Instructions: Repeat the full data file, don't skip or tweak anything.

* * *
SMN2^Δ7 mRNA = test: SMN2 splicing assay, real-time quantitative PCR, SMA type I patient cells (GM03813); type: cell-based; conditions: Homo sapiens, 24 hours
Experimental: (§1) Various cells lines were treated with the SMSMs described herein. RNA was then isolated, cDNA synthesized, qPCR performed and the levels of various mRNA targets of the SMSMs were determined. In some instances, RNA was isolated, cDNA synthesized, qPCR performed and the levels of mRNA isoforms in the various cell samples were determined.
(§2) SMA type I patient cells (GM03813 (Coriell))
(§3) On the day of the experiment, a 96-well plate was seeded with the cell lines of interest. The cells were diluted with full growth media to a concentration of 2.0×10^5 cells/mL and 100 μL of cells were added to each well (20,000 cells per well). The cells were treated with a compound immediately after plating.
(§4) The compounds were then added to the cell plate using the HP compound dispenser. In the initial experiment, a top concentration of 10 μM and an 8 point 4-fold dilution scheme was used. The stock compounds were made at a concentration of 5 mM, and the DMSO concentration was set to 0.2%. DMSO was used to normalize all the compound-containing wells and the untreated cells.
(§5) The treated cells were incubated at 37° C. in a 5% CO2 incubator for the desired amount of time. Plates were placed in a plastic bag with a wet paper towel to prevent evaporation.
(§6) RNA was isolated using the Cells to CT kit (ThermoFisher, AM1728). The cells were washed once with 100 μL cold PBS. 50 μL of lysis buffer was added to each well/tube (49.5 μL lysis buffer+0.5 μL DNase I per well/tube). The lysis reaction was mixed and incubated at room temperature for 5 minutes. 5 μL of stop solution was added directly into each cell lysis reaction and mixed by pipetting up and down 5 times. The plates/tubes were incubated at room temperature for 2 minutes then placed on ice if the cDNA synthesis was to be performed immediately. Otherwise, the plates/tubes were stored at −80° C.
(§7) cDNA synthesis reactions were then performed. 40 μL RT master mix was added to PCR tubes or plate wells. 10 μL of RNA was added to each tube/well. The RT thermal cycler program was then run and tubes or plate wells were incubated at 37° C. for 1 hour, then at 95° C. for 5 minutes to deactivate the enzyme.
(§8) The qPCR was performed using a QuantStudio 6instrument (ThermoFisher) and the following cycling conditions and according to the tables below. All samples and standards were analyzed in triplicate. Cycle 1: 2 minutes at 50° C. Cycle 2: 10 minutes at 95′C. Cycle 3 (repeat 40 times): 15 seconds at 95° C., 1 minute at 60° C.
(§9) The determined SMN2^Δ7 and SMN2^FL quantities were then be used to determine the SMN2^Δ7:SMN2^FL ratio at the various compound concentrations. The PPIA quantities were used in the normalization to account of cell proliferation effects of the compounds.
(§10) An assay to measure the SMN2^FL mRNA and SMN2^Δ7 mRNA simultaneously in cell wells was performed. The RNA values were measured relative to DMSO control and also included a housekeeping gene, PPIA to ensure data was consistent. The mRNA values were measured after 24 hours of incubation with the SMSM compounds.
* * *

SMN2^Δ7 mRNA = test: SMN2 splicing assay, real-time quantitative PCR, SMA type I patient cells (GM03813); type: cell-based; conditions: Homo sapiens, 24 hours
Experimental: (§1) Various cells lines were treated with the SMSMs described herein. RNA was then isolated, cDNA synthesized, qPCR performed and the levels of various mRNA targets of the SMSMs were determined. In some instances, RNA was isolated, cDNA synthesized, qPCR performed and the levels of mRNA isoforms in the various cell samples were determined.
(§2) SMA type I patient cells (GM03813 (Coriell))
(§3) On the day of the experiment, a 96-well plate was seeded with the cell lines of interest. The cells were diluted with full growth media to a concentration of 2.0×10^5 cells/mL and 100 μL of cells were added to each well (20,000 cells per well). The cells were treated with a compound immediately after plating.
(§4) The compounds were then added to the cell plate using the HP compound dispenser. In the initial experiment, a top concentration of 10 μM and an 8 point 4-fold dilution scheme was used. The stock compounds were made at a concentration of 5 mM, and the DMSO concentration was set to 0.2%. DMSO was used to normalize all the compound-containing wells and the untreated cells.
(§5) The treated cells were incubated at 37° C. in a 5% CO2 incubator for the desired amount of time. Plates were placed in a plastic bag with a wet paper towel to prevent evaporation.
(§6) RNA was isolated using the Cells to CT kit (ThermoFisher, AM1728). The cells were washed once with 100 μL cold PBS. 50 μL of lysis buffer was added to each well/tube (49.5 μL lysis buffer+0.5 μL DNase I per well/tube). The lysis reaction was mixed and incubated at room temperature for 5 minutes. 5 μL of stop solution was added directly into each cell lysis reaction and mixed by pipetting up and down 5 times. The plates/tubes were incubated at room temperature for 2 minutes then placed on ice if the cDNA synthesis was to be performed immediately. Otherwise, the plates/tubes were stored at −80° C.
(§7) cDNA synthesis reactions were then performed. 40 μL RT master mix was added to PCR tubes or plate wells. 10 μL of RNA was added to each tube/well. The RT thermal cycler program was then run and tubes or plate wells were incubated at 37° C. for 1 hour, then at 95° C. for 5 minutes to deactivate the enzyme.
(§8) The qPCR was performed using a QuantStudio 6instrument (ThermoFisher) and the following cycling conditions and according to the tables below. All samples and standards were analyzed in triplicate. Cycle 1: 2 minutes at 50° C. Cycle 2: 10 minutes at 95′C. Cycle 3 (repeat 40 times): 15 seconds at 95° C., 1 minute at 60° C.
(§9) The determined SMN2^Δ7 and SMN2^FL quantities were then be used to determine the SMN2^Δ7:SMN2^FL ratio at the various compound concentrations. The PPIA quantities were used in the normalization to account of cell proliferation effects of the compounds.
(§10) An assay to measure the SMN2^FL mRNA and SMN2^Δ7 mRNA simultaneously in cell wells was performed. The RNA values were measured relative to DMSO control and also included a housekeeping gene, PPIA to ensure data was consistent. The mRNA values were measured after 24 hours of incubation with the SMSM compounds.